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Put the meat in the oil; you should use enough to more or less submerge all the meat. You don't really need to do anything at this point but keep an eye on it. It'll take maybe 10 minutes, I'm a terrible judge of time.

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Keep an eye on it and take the meat out when it looks something like this-

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Note- I found this batch a little less crispy than it could've been. You might try frying it a little longer, not sure.

The next step doesn't have a picture since it would be redundant. Let the meat chunks sit for about five minutes, and take your wok off the burner, but keep the oil. Then, fry the meat AGAIN for about three minutes. Supposedly this is for extra crispiness. Don't ask me, I just follow orders. When your done, get rid of some of the oil if it makes you feel better.

Somewhere in there (probably during the first frying) you can cut up your pepper into bite-sized chunks. I use about a half a pepper for a large serving. T Also pictured is garlic, which the original recipe called for, but I couldn't detect the taste at all. Try it if you want.

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At this point, you probably want to get everything ready by the wok as you will have your hands full. Have the sauce, meat, pepper, pineapple, and whatever you're going to serve it on ready to go.

First, get rid of the oil you used to fry the meat, and be careful about it. Add one tablespoon of oil to the wok and swish it around a bit. Dump in your peppers and stir-fry them on high heat, shouldn't take more than a minute or two-

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You can put the pineapple in at the same time if you want, but the oil doesn't take too well to the moisute, so I'd recommend adding the sauce and then the pineapple. I use maybe 6-8 chunks, it just depends on how much you want. Keep stirring, don't let the sauce burn. Should take less than a minute or so.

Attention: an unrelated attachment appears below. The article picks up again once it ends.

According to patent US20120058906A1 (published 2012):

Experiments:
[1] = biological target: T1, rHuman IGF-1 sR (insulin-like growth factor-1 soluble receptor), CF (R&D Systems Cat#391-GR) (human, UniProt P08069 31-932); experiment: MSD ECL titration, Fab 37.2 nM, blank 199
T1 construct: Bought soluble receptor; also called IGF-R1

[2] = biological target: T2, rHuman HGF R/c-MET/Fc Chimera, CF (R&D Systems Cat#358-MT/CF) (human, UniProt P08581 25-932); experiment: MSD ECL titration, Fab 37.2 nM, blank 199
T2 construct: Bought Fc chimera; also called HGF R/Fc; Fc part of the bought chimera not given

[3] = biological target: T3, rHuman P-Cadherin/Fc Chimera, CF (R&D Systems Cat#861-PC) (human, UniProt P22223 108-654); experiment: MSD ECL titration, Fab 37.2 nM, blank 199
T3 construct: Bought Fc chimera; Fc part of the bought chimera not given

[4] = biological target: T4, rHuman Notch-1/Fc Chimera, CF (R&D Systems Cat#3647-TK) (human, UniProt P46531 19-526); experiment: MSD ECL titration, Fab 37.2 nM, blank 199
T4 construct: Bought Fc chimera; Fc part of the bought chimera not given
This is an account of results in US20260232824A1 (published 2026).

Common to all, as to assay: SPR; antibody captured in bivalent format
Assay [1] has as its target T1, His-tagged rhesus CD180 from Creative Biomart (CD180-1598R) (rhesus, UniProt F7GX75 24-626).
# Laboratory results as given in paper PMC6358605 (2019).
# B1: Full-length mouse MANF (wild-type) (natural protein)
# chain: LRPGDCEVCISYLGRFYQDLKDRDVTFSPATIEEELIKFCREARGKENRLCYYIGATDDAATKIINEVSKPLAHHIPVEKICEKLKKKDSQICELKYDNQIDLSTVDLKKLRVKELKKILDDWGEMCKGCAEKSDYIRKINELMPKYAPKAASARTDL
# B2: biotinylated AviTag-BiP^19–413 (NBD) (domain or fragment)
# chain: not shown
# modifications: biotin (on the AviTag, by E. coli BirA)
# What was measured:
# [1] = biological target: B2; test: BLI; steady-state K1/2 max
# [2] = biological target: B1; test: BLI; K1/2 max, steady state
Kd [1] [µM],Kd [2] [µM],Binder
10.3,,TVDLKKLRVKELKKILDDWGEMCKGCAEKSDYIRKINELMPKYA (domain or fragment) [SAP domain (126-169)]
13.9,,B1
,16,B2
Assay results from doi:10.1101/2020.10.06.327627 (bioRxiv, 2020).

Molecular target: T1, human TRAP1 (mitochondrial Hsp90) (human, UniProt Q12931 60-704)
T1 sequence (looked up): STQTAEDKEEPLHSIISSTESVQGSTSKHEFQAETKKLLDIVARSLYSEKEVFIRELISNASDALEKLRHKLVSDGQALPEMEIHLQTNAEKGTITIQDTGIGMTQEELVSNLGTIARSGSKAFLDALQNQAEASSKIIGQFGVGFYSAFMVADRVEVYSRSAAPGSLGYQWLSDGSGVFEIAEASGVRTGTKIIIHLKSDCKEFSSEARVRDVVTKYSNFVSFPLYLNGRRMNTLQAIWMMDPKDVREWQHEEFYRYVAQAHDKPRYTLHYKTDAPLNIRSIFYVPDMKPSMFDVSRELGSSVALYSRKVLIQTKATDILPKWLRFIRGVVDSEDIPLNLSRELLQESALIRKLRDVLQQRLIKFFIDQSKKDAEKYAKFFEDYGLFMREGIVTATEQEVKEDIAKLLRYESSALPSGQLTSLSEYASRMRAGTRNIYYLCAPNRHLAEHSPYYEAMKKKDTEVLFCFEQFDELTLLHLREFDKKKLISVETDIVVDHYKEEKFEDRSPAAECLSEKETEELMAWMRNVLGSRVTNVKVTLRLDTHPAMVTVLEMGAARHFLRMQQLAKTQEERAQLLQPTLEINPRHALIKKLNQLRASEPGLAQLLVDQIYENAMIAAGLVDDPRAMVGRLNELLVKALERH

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You can see some of the stuff is slightly scorched, that's what happens when you stop stirring to take pictures.

Then dump the meat in, and stir it for maybe 30 second or so until it's well-coated with sauce. It's very important that you keep stirring and do it pretty fast, I managed to burn the meat pretty good on my first attempt. The good news is that even if you burn things a bit, the taste of the sauce is strong enought to largely mask the taste.

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After 30-40 seconds, go ahead and dump it into whatever you're eating or serving from. I tried it over rice first, but honestly, you really don't need rice when you've got all that fried meat. You can see there's quite a bit of excess sauce, so fortunately that means you're not actually eating all 5 tablespoons of sugar. You could probably make 2-3 times and much without making more sauce.

Looks pretty good, I think-

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Anyway, please leave any questions or further tips. This was only the third time I've ever made it and the first thing I've ever cooked in a wok, but it was so simple I thought I'd share. Let me know if you see something that could be done better. Also, be warned that this meal it pretty heavy, don't eat this shit for lunch if you were planning to work out later.

Fiendish Ghoul fucked around with this message at May 24, 2005 around 02:03